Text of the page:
After the governments of both Sweden and Denmark announced Monday new border controls to stem the flow of migrants and refugees, fear is spreading across Europe that the continent's landmark open border policy will soon be nothing but a dream.
In an attempt to halt the tide of migration at its southern border, Sweden imposed new identity checks for travelers arriving from Denmark, marking the first time since the 1950s that travelers between the two Scandinavian states face such restrictions.
In turn, the government of Denmark, fearful that the new Swedish checks would cause asylum seekers to flock to its borders, swiftly announced the immediate implementation of random checks at its border with Germany.
"We are simply reacting to a decision made in Sweden," said Danish Prime Minister Lars Lokke Rasmussen. "This is not a happy moment at all."
Across Europe there is growing concern that the 26-nation passport-free Schengen Zone is at risk as the dueling crises of war and global warming are driving an unprecedented number of refugees to Europe and elsewhere. Meanwhile, growing xenophobia across the continent in the wake of the Paris attacks has bolstered efforts to shore up previously open borders.
"Freedom of movement is an important principle—one of the biggest achievements (in the European Union) in recent years," German foreign ministry spokesman Martin Schaefer told reporters on Monday. "Schengen is very important but it is in danger," he said.
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The new border checks are expected to present a significant hurdle for the thousands of asylum seekers who lack official documents. More than three million migrants are expected to arrive in Europe by 2017, according to the European Commission. And in the past year alone, Sweden—which has taken in more asylum seekers per capita than any other EU nation—received 163,000 such requests.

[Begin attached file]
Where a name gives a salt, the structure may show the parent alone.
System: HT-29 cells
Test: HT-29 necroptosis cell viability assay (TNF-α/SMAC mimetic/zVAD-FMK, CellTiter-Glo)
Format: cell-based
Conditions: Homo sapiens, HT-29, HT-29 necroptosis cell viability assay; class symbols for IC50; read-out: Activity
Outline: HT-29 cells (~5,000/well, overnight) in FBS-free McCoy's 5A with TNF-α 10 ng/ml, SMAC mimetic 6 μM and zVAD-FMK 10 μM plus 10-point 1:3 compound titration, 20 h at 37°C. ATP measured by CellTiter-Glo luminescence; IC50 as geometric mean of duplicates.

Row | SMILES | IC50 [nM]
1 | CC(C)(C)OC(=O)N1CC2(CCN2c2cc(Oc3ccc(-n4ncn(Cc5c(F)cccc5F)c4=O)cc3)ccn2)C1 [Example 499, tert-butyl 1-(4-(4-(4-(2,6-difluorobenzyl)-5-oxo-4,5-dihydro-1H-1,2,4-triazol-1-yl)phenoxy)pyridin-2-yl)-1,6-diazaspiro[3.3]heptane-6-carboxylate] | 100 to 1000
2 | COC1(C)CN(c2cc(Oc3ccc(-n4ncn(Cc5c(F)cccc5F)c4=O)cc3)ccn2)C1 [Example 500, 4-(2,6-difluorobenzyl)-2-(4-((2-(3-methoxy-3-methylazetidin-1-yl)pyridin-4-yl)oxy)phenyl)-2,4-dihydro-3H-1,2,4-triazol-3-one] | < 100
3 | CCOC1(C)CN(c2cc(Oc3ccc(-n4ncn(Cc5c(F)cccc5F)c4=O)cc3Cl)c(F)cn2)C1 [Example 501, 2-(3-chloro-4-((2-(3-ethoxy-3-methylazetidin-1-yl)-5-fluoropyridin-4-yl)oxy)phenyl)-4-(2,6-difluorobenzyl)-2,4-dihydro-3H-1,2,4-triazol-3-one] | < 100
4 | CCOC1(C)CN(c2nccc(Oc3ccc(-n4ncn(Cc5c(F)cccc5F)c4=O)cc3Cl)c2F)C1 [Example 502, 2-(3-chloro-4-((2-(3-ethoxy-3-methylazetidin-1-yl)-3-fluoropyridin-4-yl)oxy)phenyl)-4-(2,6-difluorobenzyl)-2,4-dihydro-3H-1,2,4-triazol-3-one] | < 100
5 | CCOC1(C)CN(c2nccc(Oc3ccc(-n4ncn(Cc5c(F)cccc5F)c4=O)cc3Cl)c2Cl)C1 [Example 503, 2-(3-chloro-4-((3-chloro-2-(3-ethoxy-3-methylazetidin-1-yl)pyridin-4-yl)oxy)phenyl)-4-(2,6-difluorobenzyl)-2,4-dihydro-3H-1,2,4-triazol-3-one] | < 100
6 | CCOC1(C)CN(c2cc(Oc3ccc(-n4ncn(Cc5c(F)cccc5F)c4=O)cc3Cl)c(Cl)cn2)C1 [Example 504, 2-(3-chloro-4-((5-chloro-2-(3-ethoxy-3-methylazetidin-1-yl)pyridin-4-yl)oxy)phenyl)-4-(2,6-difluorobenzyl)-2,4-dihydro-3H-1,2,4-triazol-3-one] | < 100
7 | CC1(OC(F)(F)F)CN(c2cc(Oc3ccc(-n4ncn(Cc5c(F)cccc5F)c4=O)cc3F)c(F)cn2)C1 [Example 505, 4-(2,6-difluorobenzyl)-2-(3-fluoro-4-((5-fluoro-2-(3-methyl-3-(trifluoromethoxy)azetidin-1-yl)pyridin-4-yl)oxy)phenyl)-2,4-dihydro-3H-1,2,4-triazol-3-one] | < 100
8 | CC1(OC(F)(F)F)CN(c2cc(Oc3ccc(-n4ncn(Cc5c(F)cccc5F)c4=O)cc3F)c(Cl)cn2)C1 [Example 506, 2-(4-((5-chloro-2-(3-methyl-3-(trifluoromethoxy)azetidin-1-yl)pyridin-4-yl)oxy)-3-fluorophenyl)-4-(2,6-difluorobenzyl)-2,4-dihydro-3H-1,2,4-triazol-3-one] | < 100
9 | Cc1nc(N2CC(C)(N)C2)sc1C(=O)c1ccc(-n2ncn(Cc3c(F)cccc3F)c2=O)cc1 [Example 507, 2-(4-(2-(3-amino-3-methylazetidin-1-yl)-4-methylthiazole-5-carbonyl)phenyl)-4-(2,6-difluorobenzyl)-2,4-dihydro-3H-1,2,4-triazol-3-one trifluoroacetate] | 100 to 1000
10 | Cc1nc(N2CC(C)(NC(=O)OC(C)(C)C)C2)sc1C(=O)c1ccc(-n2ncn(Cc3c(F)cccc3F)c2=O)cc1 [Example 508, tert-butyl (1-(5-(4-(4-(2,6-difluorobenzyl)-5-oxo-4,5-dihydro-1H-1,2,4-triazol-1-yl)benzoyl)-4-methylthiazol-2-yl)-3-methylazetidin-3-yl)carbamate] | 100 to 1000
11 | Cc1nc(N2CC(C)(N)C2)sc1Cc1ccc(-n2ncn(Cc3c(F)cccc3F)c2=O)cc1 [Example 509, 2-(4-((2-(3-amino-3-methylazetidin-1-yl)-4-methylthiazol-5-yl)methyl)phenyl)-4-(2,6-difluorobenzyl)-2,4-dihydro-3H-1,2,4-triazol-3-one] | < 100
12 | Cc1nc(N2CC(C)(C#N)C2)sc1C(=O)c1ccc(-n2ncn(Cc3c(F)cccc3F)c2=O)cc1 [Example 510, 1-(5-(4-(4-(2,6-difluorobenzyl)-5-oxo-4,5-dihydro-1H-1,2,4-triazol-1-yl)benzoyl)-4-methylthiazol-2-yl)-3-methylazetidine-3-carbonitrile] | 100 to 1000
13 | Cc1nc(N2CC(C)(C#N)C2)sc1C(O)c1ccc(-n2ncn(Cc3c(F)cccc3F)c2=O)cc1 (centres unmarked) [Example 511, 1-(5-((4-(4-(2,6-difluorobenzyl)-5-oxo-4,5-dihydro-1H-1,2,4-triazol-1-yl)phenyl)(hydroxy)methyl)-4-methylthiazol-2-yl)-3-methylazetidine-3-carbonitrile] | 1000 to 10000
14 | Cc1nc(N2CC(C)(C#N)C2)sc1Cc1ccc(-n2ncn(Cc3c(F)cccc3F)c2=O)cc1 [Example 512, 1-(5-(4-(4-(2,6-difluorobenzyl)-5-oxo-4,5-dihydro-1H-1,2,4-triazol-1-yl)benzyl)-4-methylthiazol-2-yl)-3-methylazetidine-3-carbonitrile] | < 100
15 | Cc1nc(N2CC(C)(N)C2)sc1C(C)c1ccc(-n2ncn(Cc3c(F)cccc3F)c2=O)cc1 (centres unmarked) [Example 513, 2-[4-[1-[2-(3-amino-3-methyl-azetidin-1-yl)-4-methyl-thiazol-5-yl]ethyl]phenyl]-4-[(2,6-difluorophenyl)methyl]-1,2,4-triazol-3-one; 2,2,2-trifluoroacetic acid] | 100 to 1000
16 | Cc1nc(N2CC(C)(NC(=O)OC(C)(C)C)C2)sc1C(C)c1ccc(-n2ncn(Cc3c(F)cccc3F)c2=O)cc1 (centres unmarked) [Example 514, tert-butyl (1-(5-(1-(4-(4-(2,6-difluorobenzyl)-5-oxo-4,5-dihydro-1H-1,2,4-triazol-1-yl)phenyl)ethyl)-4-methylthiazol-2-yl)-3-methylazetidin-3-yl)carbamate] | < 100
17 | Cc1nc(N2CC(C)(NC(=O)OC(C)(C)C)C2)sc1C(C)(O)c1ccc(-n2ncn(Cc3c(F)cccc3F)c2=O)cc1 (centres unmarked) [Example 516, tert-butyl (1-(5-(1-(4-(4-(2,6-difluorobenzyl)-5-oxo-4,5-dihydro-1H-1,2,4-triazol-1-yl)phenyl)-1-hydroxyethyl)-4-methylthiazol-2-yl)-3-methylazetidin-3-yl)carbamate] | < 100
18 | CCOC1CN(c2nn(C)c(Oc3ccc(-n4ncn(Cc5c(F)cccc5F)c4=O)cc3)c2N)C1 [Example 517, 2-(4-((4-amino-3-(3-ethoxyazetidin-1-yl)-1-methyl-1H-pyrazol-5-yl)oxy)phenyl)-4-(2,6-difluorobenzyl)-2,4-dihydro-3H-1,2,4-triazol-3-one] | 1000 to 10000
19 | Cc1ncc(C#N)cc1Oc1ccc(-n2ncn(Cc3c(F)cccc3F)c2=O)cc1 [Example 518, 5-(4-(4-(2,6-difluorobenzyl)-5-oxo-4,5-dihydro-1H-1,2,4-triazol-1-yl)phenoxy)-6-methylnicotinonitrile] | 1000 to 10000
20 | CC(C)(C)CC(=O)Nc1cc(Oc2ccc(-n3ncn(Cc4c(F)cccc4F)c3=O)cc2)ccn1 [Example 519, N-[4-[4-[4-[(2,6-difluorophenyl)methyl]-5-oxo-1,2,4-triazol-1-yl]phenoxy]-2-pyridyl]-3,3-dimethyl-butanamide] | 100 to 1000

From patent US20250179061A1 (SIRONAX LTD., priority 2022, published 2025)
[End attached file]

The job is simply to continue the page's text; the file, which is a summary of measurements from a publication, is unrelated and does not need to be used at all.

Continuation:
Following the announcements, EU Migration Commissioner Dimitris Avramopoulos called an emergency meeting in Brussels on Wednesday to discuss the future of the Schengen agreement and future coordination between EU countries.
"This is the main argument we’re hearing these days—that Schengen is over," Federica Mogherini, the EU’s foreign and security policy chief, told the Guardian's Ian Traynor. The EU leadership says that efforts to destroy the Schengen zone will also end the goodwill and freedom that came with the open border agreement.
"It’s sad to see Europe panicking before 700,000 refugees. This is a sign of weakness," Mogherini added. "Schengen is different because the temptation to question it comes from inside. First it was the refugees, then terrorism. But what does Schengen have to do with terrorism? Nothing. It has in it the mechanisms that we need also to face these threats."
The new restrictions follow Germany, Austria, and France, which last year also imposed new border checks. At the same time, the EU's external border in the past few months has been fortified with guards, fences, and razor wire to deter the more than one million people who crossed into Europe in 2015 seeking refuge.
Meanwhile, refugees are continuing to tempt their fate. On Tuesday, the bodies of 34 migrants, including seven children, were found off the Turkish coast. The refugees presumably capsized in the choppy, winter waters as they attempted to reach the Greek island of Lesbos.